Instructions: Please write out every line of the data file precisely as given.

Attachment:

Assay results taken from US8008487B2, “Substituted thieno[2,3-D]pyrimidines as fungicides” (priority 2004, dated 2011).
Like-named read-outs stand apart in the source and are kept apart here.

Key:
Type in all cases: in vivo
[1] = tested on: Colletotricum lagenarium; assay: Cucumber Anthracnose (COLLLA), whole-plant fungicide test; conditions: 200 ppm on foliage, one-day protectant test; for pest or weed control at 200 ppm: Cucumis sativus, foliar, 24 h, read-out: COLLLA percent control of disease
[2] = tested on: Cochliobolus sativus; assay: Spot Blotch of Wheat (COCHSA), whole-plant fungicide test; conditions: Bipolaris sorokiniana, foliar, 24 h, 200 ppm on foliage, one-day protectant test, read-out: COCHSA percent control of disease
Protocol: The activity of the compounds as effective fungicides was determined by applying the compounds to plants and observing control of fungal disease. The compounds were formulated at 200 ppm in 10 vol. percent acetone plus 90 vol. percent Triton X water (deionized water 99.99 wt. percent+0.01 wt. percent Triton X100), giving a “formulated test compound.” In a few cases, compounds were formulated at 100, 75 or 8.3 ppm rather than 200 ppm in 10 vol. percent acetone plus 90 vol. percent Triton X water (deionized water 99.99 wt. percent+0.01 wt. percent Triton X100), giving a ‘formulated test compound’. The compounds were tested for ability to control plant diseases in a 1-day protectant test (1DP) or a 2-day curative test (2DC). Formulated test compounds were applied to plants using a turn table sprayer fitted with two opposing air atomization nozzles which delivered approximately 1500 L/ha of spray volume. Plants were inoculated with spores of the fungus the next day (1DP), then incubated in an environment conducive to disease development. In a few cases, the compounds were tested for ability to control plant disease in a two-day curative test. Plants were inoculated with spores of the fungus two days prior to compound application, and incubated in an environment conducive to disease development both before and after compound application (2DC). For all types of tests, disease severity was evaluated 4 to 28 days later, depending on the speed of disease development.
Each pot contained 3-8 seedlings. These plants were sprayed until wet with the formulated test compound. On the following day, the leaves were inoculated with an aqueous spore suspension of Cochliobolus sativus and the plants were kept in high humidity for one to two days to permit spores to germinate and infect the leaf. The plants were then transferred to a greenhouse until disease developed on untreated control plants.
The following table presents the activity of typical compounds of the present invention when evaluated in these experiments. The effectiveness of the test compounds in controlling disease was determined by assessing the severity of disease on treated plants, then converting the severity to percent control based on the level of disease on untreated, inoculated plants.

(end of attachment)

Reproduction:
Assay results taken from US8008487B2, “Substituted thieno[2,3-D]pyrimidines as fungicides” (priority 2004, dated 2011).
Like-named read-outs stand apart in the source and are kept apart here.

Key:
Type in all cases: in vivo
[1] = tested on: Colletotricum lagenarium; assay: Cucumber Anthracnose (COLLLA), whole-plant fungicide test; conditions: 200 ppm on foliage, one-day protectant test; for pest or weed control at 200 ppm: Cucumis sativus, foliar, 24 h, read-out: COLLLA percent control of disease
[2] = tested on: Cochliobolus sativus; assay: Spot Blotch of Wheat (COCHSA), whole-plant fungicide test; conditions: Bipolaris sorokiniana, foliar, 24 h, 200 ppm on foliage, one-day protectant test, read-out: COCHSA percent control of disease
Protocol: The activity of the compounds as effective fungicides was determined by applying the compounds to plants and observing control of fungal disease. The compounds were formulated at 200 ppm in 10 vol. percent acetone plus 90 vol. percent Triton X water (deionized water 99.99 wt. percent+0.01 wt. percent Triton X100), giving a “formulated test compound.” In a few cases, compounds were formulated at 100, 75 or 8.3 ppm rather than 200 ppm in 10 vol. percent acetone plus 90 vol. percent Triton X water (deionized water 99.99 wt. percent+0.01 wt. percent Triton X100), giving a ‘formulated test compound’. The compounds were tested for ability to control plant diseases in a 1-day protectant test (1DP) or a 2-day curative test (2DC). Formulated test compounds were applied to plants using a turn table sprayer fitted with two opposing air atomization nozzles which delivered approximately 1500 L/ha of spray volume. Plants were inoculated with spores of the fungus the next day (1DP), then incubated in an environment conducive to disease development. In a few cases, the compounds were tested for ability to control plant disease in a two-day curative test. Plants were inoculated with spores of the fungus two days prior to compound application, and incubated in an environment conducive to disease development both before and after compound application (2DC). For all types of tests, disease severity was evaluated 4 to 28 days later, depending on the speed of disease development.
Each pot contained 3-8 seedlings. These plants were sprayed until wet with the formulated test compound. On the following day, the leaves were inoculated with an aqueous spore suspension of Cochliobolus sativus and the plants were kept in high humidity for one to two days to permit spores to germinate and infect the leaf. The plants were then transferred to a greenhouse until disease developed on untreated control plants.
The following table presents the activity of typical compounds of the present invention when evaluated in these experiments. The effectiveness of the test compounds in controlling disease was determined by assessing the severity of disease on treated plants, then converting the severity to percent control based on the level of disease on untreated, inoculated plants.